The First Day of School

I haven’t seen any better advice for how to introduce yourselves to your students than that of Carol Jago:

What do I plan to do on the first day?

My classes all meet for 30 minutes, which allows for teachers to give students course information and expectations, go over supplies needed, etc. I have a handout with all of that. We also have an online learning management system where students can check this information any time. I don’t know if this is true or not, but I have read that students form a first impression of their teachers in about four seconds. That’s not even enough time to speak!

Instead of going over all the rules and procedures, I post essential questions for the course in a chalk talk. Each question gets its own sticky poster. I have about four or five questions total. I give students sticky notes. I ask them to think about the questions and respond with their thoughts on the sticky note. They put the sticky note on the poster. Then they move to another poster and do the same with the question on that poster. They don’t have to answer all the questions. After they have posted their answers, they go around and read others’ responses. If they see connections, they draw lines. They can comment on the answers, too.

This activity gets students thinking about what they will learn on day one. It also gets them up and moving around a bit. We follow with a class discussion, and usually it’s time to go. Of course, they get their course expectations handout on the way out, and I post it as homework to read it.

This activity reaps bonus rewards if you pull the posters out at the end of the year so students can reflect on their responses to those questions on the first day.

What do you do the first day?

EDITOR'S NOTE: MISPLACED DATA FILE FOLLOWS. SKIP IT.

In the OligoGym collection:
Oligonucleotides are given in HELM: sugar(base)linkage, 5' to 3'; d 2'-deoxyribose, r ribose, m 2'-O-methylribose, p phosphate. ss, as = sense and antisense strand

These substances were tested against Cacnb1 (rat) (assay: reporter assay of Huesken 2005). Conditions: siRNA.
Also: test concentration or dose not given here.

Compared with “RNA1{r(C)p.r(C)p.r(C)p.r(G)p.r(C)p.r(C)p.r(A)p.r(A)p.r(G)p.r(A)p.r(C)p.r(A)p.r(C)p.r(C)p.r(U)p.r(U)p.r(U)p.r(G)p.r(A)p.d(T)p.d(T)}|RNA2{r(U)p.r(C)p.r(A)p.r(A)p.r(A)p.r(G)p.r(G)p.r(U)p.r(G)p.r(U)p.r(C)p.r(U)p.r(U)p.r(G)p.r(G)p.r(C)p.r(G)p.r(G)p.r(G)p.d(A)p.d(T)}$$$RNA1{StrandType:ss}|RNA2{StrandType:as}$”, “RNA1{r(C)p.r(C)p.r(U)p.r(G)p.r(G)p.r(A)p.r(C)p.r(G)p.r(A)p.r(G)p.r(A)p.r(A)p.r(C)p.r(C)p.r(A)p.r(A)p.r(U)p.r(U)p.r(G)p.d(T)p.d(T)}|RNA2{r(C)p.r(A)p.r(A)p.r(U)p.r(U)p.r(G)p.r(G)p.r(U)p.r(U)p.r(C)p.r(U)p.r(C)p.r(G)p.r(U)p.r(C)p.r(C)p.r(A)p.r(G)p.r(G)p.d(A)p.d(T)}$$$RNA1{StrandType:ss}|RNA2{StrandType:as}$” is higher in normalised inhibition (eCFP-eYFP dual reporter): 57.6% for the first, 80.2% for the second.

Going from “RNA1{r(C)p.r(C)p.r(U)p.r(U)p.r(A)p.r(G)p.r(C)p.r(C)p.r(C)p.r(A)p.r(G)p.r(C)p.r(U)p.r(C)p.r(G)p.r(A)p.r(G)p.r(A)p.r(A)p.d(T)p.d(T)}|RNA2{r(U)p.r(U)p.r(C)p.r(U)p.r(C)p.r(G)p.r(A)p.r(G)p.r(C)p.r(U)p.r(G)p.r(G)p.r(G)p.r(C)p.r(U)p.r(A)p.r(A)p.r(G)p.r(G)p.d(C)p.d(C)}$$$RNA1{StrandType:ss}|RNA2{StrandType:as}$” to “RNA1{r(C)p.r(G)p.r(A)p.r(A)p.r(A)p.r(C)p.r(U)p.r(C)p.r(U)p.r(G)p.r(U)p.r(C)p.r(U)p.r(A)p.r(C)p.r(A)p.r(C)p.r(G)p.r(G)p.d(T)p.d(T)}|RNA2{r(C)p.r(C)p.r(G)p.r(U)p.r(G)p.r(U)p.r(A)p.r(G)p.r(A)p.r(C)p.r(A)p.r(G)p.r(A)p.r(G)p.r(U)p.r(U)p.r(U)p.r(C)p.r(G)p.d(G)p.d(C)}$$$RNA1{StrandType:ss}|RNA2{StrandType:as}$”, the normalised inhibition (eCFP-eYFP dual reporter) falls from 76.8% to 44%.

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8 thoughts on “The First Day of School”

  1. Hello Dana! I just discovered your blog and am so grateful and excited to have your wonderfully fresh perspectives. Thank you for posting your very helpful, very high-quality, very relatable ideas.

  2. Long time reader… first time commenter.

    I love that idea. I teach juniors and seniors and so they are bored to death with rules and procedures. Typically, I have them create their own rules ( as long as they are in accordance with school policy and basic rules of a classroom) It gives them the opportunity to create their own space with their peers.

    I think I may alter this a bit and do a gallery walk with questions ( with kids and groups) then have them circle back to find connections. I could also include some questions about what they value in the classroom in terms of expectations/behavior etc.

    Thanks for the ideas!

    1. You are welcome, Holly, and thank you. I love having kids make their rules. I think I may do that with a protocol called “Agreements” that works pretty well.

  3. Funny – I did pretty much the same thing! The one exception: I added a chalk talk poster for what’s on your mind. Was nice for kids to silently respond to those who acknowledged that they were nervous to start a new school.

    I guess great minds think alike : ).

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